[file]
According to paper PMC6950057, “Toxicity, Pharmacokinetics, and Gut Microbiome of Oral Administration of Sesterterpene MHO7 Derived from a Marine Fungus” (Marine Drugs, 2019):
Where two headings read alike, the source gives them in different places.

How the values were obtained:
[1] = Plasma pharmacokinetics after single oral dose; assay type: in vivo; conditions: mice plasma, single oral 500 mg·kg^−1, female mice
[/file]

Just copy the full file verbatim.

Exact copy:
According to paper PMC6950057, “Toxicity, Pharmacokinetics, and Gut Microbiome of Oral Administration of Sesterterpene MHO7 Derived from a Marine Fungus” (Marine Drugs, 2019):
Where two headings read alike, the source gives them in different places.

How the values were obtained:
[1] = Plasma pharmacokinetics after single oral dose; assay type: in vivo; conditions: mice plasma, single oral 500 mg·kg^−1, female mice